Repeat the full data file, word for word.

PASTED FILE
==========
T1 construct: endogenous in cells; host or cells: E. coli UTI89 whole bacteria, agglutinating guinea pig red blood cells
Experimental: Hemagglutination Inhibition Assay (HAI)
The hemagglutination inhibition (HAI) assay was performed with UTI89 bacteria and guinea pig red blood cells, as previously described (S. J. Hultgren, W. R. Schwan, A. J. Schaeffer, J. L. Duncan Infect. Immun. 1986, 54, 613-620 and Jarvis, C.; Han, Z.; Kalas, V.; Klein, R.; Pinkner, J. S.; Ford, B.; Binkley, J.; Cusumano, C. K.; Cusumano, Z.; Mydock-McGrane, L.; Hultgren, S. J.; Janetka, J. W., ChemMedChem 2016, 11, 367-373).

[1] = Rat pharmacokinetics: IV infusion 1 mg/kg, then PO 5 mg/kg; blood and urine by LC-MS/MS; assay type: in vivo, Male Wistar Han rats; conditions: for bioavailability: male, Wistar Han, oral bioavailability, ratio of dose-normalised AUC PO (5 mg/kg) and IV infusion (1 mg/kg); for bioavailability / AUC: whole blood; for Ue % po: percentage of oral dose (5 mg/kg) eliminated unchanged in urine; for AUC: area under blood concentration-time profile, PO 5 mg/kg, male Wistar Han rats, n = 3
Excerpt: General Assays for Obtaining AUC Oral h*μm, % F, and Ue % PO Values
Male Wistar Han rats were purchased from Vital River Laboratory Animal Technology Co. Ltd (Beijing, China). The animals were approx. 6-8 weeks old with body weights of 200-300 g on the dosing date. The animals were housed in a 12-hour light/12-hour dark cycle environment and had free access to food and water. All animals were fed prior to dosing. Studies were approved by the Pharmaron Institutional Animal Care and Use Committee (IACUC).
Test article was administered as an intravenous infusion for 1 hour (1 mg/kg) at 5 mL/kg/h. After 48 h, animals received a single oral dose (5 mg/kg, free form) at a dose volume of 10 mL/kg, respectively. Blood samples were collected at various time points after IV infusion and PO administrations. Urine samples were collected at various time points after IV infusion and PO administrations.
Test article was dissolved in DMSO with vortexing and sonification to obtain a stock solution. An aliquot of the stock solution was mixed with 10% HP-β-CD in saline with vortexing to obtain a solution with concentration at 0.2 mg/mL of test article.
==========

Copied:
T1 construct: endogenous in cells; host or cells: E. coli UTI89 whole bacteria, agglutinating guinea pig red blood cells
Experimental: Hemagglutination Inhibition Assay (HAI)
The hemagglutination inhibition (HAI) assay was performed with UTI89 bacteria and guinea pig red blood cells, as previously described (S. J. Hultgren, W. R. Schwan, A. J. Schaeffer, J. L. Duncan Infect. Immun. 1986, 54, 613-620 and Jarvis, C.; Han, Z.; Kalas, V.; Klein, R.; Pinkner, J. S.; Ford, B.; Binkley, J.; Cusumano, C. K.; Cusumano, Z.; Mydock-McGrane, L.; Hultgren, S. J.; Janetka, J. W., ChemMedChem 2016, 11, 367-373).

[1] = Rat pharmacokinetics: IV infusion 1 mg/kg, then PO 5 mg/kg; blood and urine by LC-MS/MS; assay type: in vivo, Male Wistar Han rats; conditions: for bioavailability: male, Wistar Han, oral bioavailability, ratio of dose-normalised AUC PO (5 mg/kg) and IV infusion (1 mg/kg); for bioavailability / AUC: whole blood; for Ue % po: percentage of oral dose (5 mg/kg) eliminated unchanged in urine; for AUC: area under blood concentration-time profile, PO 5 mg/kg, male Wistar Han rats, n = 3
Excerpt: General Assays for Obtaining AUC Oral h*μm, % F, and Ue % PO Values
Male Wistar Han rats were purchased from Vital River Laboratory Animal Technology Co. Ltd (Beijing, China). The animals were approx. 6-8 weeks old with body weights of 200-300 g on the dosing date. The animals were housed in a 12-hour light/12-hour dark cycle environment and had free access to food and water. All animals were fed prior to dosing. Studies were approved by the Pharmaron Institutional Animal Care and Use Committee (IACUC).
Test article was administered as an intravenous infusion for 1 hour (1 mg/kg) at 5 mL/kg/h. After 48 h, animals received a single oral dose (5 mg/kg, free form) at a dose volume of 10 mL/kg, respectively. Blood samples were collected at various time points after IV infusion and PO administrations. Urine samples were collected at various time points after IV infusion and PO administrations.
Test article was dissolved in DMSO with vortexing and sonification to obtain a stock solution. An aliquot of the stock solution was mixed with 10% HP-β-CD in saline with vortexing to obtain a solution with concentration at 0.2 mg/mL of test article.